Four takeaways from Washington Post’s fresh coverage of the Panama Canal expansion

A really interesting must-read in The Washington Post for anyone following the controversies related to the proposed $650 million dredging of the Savannah River or the much broader issue of the expansion of the Panama Canal, now less than two years from completion.

From Expanded Panama Canal sparks race to be ready for bigger cargo ships:

This is a story about big, and how one of the biggest construction projects in the world, the remaking of the Panama Canal, will let bigger boats sail into deeper harbors, where authorities are spending billions dredging channels, blasting tunnels and buying cranes from China the size of 14-story buildings to accommodate super-sized cargo.

All this might knock a couple of dollars off the price of a smartphone shipped from Shanghai — or alleviate poverty in Panama, where the government plans to make a fortune in tolls — or create a windfall for the ports ready to receive the big ships, such as those in Baltimore and Norfolk.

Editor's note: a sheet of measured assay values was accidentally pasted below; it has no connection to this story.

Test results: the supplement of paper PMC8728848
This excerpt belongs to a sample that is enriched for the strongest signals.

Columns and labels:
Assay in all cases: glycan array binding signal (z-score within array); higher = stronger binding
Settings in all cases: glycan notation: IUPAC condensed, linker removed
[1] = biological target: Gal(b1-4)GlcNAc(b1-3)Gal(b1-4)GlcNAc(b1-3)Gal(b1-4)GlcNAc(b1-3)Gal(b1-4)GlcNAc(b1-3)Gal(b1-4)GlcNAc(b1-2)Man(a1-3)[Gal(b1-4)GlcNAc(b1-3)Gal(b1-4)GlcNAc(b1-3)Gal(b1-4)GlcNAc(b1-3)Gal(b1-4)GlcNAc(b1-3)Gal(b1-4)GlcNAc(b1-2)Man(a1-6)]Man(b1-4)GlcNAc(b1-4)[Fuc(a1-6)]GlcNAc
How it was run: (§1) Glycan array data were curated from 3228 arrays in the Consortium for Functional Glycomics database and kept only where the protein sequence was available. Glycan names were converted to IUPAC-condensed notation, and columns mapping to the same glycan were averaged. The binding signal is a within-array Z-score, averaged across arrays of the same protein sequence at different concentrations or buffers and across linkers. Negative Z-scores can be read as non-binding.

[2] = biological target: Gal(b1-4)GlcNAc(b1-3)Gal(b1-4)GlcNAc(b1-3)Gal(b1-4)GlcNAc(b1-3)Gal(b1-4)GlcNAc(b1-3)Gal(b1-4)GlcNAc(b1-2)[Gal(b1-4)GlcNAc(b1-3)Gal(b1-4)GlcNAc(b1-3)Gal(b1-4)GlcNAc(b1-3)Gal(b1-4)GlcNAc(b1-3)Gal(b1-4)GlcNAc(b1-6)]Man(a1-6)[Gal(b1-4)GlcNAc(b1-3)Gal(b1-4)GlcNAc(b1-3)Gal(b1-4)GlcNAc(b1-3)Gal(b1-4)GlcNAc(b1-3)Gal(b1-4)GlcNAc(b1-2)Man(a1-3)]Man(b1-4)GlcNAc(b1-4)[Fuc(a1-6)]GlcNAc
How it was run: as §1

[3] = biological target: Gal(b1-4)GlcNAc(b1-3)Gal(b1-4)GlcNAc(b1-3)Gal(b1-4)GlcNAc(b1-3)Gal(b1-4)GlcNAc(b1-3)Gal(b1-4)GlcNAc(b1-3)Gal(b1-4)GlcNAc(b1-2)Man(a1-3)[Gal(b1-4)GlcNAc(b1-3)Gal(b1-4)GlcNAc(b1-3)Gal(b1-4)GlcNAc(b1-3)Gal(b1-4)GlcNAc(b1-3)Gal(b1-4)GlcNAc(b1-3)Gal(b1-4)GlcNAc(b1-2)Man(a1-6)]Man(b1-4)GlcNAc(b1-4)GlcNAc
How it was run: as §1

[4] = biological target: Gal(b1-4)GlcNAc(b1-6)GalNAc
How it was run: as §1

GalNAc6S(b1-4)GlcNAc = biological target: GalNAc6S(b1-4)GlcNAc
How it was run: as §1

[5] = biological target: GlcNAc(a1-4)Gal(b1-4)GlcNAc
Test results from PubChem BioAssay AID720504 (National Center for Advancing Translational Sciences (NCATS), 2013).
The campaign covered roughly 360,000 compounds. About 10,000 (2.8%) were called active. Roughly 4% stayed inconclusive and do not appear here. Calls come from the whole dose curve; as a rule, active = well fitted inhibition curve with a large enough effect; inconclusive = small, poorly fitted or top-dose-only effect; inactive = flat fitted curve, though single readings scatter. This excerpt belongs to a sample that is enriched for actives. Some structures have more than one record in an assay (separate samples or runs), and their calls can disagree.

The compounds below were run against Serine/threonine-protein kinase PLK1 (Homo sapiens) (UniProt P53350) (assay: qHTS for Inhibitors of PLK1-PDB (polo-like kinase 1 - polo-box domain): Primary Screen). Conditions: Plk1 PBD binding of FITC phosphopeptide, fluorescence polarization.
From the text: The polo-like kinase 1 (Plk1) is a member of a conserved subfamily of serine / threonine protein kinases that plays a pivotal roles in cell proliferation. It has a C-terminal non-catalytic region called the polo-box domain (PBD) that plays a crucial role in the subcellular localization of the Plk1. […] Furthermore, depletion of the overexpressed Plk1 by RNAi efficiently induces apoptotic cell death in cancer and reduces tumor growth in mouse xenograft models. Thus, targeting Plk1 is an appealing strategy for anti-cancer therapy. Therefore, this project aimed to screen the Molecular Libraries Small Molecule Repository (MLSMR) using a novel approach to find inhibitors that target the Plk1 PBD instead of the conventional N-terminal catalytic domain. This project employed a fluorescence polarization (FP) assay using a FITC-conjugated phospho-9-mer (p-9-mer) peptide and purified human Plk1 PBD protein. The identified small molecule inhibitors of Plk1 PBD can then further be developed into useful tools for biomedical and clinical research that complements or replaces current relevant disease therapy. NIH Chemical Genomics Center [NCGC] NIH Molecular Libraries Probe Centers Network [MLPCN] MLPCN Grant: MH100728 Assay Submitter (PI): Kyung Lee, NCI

Or not. Nobody’s sure, because no expert can predict with any certainty how the web of global trade routes will be redrawn, and who the winners and losers might be.

Key takeaways:

1. Despite various economic projections, no one can be certain what the trade impacts of the Panama Canal expansion will be.

2. The massive expenditures of tax dollars in the U.S. are happening without any clear national plan to maximize spending. States with major ports see themselves in competition with other states, not as working cooperatively for the betterment of the country.

3. West Coast ports are not going to surrender their current dominance of Asian cargo trade without a fight.

4. The cost of dredging Savannah’s port, the depth limitations (at 47′, a newly dredged port of Savannah would still be shallower than several other East Coast ports — a detail not actually mentioned in the piece), and the sheer length of the Savannah River channel clearly hurt the port’s competitiveness.